Online Role-Play Tool Shows Military Families How to Help Their Heroes

The young serviceman is back from deployment, safe again in his family home but having trouble sleeping, drinking more than usual, and uninterested in old friends and activities. His parents’ concern heightens with each day, but they aren’t sure how to approach their son without making matters worse.

It’s one of three scenarios that play out in an interactive online simulation designed to teach family of returning service members how to identify post-deployment stress in their loved ones, how to have positive conversations with them about their mental health and how to motivate them to seek the assistance they need.

Part of the Veterans Administration’s “Be a Hero to Yours” campaign, the online role-playing simulation is a joint effort of the VA’s Rocky Mountain Mental Illness Research, Education and Clinical Center and the digital design company Kognito. It can be accessed free through 2015 at www.familyofheroes.com.

“Families and friends play a vital role in helping veterans through the challenges they face every day,” explained Virginia Gray, congressional liaison and executive correspondence for the VA Eastern Colorado Health Care System, but it can be tough for them to know when and how to react. The simulation helps by allowing family members to try out various conversational approaches with realistic-sounding avatars before initiating what can be difficult talks about mental health with their loved ones.

The “Family of Heroes” simulation tool also provides links to local VA resources. While such services have come under criticism recently for being too slow to help, Gray reaffirmed that “the VA is committed to getting our veterans quality healthcare when they need it. The vast majority of our appointments are scheduled within 30 days of the requested date. Thanks to the Veterans Choice Program, when we cannot schedule a veteran within that 30-day window, we can offer them the option of being seen by one of our community healthcare partners.”

Troubling Numbers

Statistics prove that such help is desperately needed. Many veterans are returning from deployment with serious mental health issues. A RAND Center for Military Health Policy Research paper, in fact, found that about 20% of the 1.7 million who served in Iraq and Afghanistan suffer from post-traumatic stress disorder (PTSD) or major depression. Yet, a pair of studies indicates that only about 30% to 40% of those who screen positive for serious emotional problems seek help from a mental health professional.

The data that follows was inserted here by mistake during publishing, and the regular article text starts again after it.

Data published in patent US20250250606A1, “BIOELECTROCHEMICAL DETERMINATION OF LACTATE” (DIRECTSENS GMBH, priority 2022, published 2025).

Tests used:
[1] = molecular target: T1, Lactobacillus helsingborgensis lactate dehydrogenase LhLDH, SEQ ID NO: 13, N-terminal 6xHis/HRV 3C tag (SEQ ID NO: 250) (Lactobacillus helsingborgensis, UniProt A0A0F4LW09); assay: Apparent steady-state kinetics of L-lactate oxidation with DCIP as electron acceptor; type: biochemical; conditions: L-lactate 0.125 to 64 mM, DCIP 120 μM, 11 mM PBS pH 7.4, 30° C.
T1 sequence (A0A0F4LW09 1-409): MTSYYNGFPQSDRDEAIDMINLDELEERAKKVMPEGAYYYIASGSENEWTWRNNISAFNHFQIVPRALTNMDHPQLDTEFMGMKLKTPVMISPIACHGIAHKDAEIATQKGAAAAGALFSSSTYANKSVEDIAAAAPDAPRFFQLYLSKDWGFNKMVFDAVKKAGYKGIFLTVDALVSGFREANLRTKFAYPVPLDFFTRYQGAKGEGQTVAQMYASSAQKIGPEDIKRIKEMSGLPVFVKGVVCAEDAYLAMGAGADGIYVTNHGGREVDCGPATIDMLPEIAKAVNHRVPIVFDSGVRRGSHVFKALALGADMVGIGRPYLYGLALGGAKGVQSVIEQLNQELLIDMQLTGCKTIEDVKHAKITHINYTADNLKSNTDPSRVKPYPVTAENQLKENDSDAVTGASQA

Such mental health issues also commonly co-occur with problematic alcohol and drug use, which can become a form of self-medication. A Substance Abuse and Mental Health Services Administration survey of veterans found that more than 7% meet the criteria for a substance use disorder. And the U.S. Department of Veterans Affairs records that almost one out of three veterans seeking help for a substance use disorder also has PTSD.

Practicing With Avatars

Although the “Family of Heroes” simulation uses animated avatars to guide visitors through the scenarios, the conversations it depicts are based on actual interviews with service members and their families. In one, a husband argues with his wife over the pressure he feels to socialize, something that he enjoyed before deployment but now finds overwhelming. In another, a young servicewoman talks with her husband of her distress at returning after a year’s deployment to find her children uncomfortable around her and her role as primary caregiver usurped by her mother. And then there is the father and mother concerned about the disturbing changes they see in their son.

Viewers get a chance to play the role of the family member as they seek to understand the veteran, work to deescalate conflict and point them toward help. It’s practice that can then help them in their own conversations.

A 2011 study confirms the effectiveness of the simulation, showing that 79% of study participants who completed the training went on to discuss their concerns with the veteran in their life. They also recorded feeling more prepared and more likely to recognize post-deployment stress and to address it. Of the veterans who were approached by the study participants, 22% went on to receive mental health treatment.

The tool is, the study concluded, one more way to engage families and increase the number of veterans who reach out to the VA, helping to give them the homecoming they’ve earned. “Survival, making it home, is not enough,” Gray said. “Living the quality life that they deserve is the ultimate goal.”



“Using an Avatar-Based Simulation to Train Families to Motivate Veterans With Post-Deployment Stress to Seek Help at the VA”


“The Critical Need for Mental Health Professionals Trained to Treat Post-Traumatic Stress Disorder and Traumatic Brain Injury”


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